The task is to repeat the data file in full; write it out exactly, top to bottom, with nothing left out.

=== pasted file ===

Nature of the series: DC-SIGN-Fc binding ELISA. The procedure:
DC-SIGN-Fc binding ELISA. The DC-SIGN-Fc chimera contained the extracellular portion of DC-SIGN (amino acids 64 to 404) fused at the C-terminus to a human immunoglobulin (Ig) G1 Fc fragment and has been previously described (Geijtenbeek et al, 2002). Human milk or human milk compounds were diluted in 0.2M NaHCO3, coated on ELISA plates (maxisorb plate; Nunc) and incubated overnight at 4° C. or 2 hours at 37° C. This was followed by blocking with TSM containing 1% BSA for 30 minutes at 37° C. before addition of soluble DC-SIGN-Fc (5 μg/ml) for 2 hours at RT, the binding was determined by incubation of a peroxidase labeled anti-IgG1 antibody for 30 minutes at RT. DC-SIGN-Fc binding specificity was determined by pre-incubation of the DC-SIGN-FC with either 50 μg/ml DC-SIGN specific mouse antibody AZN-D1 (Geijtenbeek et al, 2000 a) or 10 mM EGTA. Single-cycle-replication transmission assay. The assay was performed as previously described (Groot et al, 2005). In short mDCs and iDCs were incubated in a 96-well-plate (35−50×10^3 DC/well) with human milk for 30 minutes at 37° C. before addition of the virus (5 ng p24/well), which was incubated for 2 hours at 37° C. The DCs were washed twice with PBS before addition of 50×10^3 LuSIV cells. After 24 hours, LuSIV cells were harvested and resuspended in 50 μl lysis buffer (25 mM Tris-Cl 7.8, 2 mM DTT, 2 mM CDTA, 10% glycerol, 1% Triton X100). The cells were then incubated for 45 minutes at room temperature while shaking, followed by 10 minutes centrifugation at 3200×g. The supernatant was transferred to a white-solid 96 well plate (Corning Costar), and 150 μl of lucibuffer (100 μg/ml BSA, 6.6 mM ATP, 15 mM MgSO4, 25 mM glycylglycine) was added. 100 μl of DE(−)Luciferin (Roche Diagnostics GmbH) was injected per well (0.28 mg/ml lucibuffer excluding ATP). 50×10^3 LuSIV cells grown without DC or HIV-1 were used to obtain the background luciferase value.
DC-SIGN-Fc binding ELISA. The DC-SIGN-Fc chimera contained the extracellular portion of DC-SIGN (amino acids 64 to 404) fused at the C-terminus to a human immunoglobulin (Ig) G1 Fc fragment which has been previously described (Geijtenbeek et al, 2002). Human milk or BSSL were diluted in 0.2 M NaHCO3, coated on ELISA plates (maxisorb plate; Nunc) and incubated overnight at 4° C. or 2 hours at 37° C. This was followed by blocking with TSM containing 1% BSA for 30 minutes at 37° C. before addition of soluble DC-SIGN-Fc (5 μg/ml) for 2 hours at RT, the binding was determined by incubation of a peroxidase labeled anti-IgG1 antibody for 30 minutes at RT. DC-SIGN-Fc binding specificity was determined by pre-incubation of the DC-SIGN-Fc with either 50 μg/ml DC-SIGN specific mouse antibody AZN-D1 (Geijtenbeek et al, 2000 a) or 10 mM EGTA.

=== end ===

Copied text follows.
Nature of the series: DC-SIGN-Fc binding ELISA. The procedure:
DC-SIGN-Fc binding ELISA. The DC-SIGN-Fc chimera contained the extracellular portion of DC-SIGN (amino acids 64 to 404) fused at the C-terminus to a human immunoglobulin (Ig) G1 Fc fragment and has been previously described (Geijtenbeek et al, 2002). Human milk or human milk compounds were diluted in 0.2M NaHCO3, coated on ELISA plates (maxisorb plate; Nunc) and incubated overnight at 4° C. or 2 hours at 37° C. This was followed by blocking with TSM containing 1% BSA for 30 minutes at 37° C. before addition of soluble DC-SIGN-Fc (5 μg/ml) for 2 hours at RT, the binding was determined by incubation of a peroxidase labeled anti-IgG1 antibody for 30 minutes at RT. DC-SIGN-Fc binding specificity was determined by pre-incubation of the DC-SIGN-FC with either 50 μg/ml DC-SIGN specific mouse antibody AZN-D1 (Geijtenbeek et al, 2000 a) or 10 mM EGTA. Single-cycle-replication transmission assay. The assay was performed as previously described (Groot et al, 2005). In short mDCs and iDCs were incubated in a 96-well-plate (35−50×10^3 DC/well) with human milk for 30 minutes at 37° C. before addition of the virus (5 ng p24/well), which was incubated for 2 hours at 37° C. The DCs were washed twice with PBS before addition of 50×10^3 LuSIV cells. After 24 hours, LuSIV cells were harvested and resuspended in 50 μl lysis buffer (25 mM Tris-Cl 7.8, 2 mM DTT, 2 mM CDTA, 10% glycerol, 1% Triton X100). The cells were then incubated for 45 minutes at room temperature while shaking, followed by 10 minutes centrifugation at 3200×g. The supernatant was transferred to a white-solid 96 well plate (Corning Costar), and 150 μl of lucibuffer (100 μg/ml BSA, 6.6 mM ATP, 15 mM MgSO4, 25 mM glycylglycine) was added. 100 μl of DE(−)Luciferin (Roche Diagnostics GmbH) was injected per well (0.28 mg/ml lucibuffer excluding ATP). 50×10^3 LuSIV cells grown without DC or HIV-1 were used to obtain the background luciferase value.
DC-SIGN-Fc binding ELISA. The DC-SIGN-Fc chimera contained the extracellular portion of DC-SIGN (amino acids 64 to 404) fused at the C-terminus to a human immunoglobulin (Ig) G1 Fc fragment which has been previously described (Geijtenbeek et al, 2002). Human milk or BSSL were diluted in 0.2 M NaHCO3, coated on ELISA plates (maxisorb plate; Nunc) and incubated overnight at 4° C. or 2 hours at 37° C. This was followed by blocking with TSM containing 1% BSA for 30 minutes at 37° C. before addition of soluble DC-SIGN-Fc (5 μg/ml) for 2 hours at RT, the binding was determined by incubation of a peroxidase labeled anti-IgG1 antibody for 30 minutes at RT. DC-SIGN-Fc binding specificity was determined by pre-incubation of the DC-SIGN-Fc with either 50 μg/ml DC-SIGN specific mouse antibody AZN-D1 (Geijtenbeek et al, 2000 a) or 10 mM EGTA.